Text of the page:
Intel Announces New Mesh Interconnect Naples for Xeon Scalable, Skylake-X Processors
Intel’s “Xeon Scalable” range is designed to compete directly with the AMD Naples platform. Naples is a high-performance server platform that relies on multi-core linking through AMD Infinity Fabric Interconnect. This new AMD processor has given Intel some challenges regarding how to structure its high-core family. And has led Intel to the creation of a new mesh-based interconnect technology.
To link multiple cores together, Intel traditionally relied on its Quick Path Interconnect (QPI) Interconnect. But has it’s limitations while doing that. To begin with, QPI is a point-to-point technology. And it is intrinsically unsuitable to link cores to each other in a mesh topology as needed when random cores want to target each other. To work with it, you would have to create a QPI link from each core to every other core of the CPU. And that would be a total waste of resources.
Historically, to solve that problem, Intel has used a two-way “Ring bus,”. Basically, when transmitting data, it must be passed around the bus. On each clock cycle, the bus can change data in one way or another. But if you want to go from one core to another as far away as possible, latency suffers. Which is not feasible for a high number of cores.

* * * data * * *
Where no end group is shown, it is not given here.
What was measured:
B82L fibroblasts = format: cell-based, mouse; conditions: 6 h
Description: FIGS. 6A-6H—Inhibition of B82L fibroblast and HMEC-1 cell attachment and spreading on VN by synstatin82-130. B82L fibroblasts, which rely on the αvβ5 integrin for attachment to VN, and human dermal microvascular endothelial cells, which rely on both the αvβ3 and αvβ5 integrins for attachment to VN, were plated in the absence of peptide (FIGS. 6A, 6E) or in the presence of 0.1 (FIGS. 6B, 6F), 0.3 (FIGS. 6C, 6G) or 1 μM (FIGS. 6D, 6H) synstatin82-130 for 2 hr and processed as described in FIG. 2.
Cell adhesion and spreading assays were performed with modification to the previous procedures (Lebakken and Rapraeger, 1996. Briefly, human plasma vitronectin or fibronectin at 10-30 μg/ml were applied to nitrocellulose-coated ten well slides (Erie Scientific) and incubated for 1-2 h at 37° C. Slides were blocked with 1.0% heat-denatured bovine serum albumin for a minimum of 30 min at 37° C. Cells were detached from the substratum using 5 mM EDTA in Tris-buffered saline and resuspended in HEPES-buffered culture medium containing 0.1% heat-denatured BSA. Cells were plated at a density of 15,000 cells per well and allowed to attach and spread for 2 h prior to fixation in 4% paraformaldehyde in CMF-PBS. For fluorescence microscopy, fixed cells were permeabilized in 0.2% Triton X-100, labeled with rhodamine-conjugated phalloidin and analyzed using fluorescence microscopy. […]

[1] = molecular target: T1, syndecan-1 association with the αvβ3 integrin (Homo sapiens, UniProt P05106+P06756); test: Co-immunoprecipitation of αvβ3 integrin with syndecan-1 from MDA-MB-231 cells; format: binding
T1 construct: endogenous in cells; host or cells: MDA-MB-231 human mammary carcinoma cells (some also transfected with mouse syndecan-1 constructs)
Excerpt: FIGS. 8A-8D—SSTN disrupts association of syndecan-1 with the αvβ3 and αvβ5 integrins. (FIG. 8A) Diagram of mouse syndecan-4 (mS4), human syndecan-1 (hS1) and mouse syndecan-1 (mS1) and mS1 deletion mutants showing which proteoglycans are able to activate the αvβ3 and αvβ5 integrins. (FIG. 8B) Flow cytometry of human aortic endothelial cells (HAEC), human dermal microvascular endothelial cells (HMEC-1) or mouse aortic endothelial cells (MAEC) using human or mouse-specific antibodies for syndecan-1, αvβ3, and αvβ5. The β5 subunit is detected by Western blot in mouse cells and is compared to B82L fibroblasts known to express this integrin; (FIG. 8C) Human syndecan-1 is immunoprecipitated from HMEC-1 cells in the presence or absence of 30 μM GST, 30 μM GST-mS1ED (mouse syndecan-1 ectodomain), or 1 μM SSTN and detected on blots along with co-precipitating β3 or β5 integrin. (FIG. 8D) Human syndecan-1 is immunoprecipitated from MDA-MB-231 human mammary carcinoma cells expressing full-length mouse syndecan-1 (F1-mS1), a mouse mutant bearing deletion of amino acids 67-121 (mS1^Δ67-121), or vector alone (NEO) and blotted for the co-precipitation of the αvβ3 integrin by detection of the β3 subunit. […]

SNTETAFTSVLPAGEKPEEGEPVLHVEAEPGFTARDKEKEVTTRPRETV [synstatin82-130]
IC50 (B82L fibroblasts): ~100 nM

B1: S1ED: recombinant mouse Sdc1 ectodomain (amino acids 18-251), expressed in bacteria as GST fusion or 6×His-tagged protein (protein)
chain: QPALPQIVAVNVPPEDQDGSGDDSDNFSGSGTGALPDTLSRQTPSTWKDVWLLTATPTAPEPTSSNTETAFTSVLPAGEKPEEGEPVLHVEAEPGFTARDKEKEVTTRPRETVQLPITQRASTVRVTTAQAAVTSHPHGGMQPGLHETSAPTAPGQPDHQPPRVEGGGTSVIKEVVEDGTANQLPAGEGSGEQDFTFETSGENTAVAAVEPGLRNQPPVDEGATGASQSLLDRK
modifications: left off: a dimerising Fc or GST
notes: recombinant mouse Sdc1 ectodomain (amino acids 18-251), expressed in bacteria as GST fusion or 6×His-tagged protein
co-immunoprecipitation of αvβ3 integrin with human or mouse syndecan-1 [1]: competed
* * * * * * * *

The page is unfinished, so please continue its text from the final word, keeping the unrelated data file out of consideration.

Introduction Mesh Interconnect:
Technically, this new Intel Mesh Interconnect technology was introduced with Xeon Phi Knight’s Landing processors. But they are quite expensive CPUs. Now, in simpler chip implementations, each core has a direct connection to each neighbor chip. That is a full mesh topology with all its benefits. In more complex CPUs, this direct link is again uneconomical. Since it would require a lot of resources so that any chip manufacturer will implement professional CPUs like Naples and Xeon Scalable. Instead, we will return to a simpler mesh topology, rows, and columns.
Mesh Interconnect Grid Routing System
It is a grid with a complete XY routing system. And this means that instead of circling a huge circle in the form of a bus, they can go through a much more compact “cubic” topology and save time. In a simple 3 × 3 cube example, whereas a total of 8 clock cycles would be required in an equivalent ring bus. So that the communications reach the farthest cores. While the maximum number of core based on mesh interconnection is 4.
The bottom line is that Intel has an interconnect that can compete with AMD’s Infinity fabric. The mesh interconnection will come in the Xeon Scalable and Skylake-X enthusiastic markets.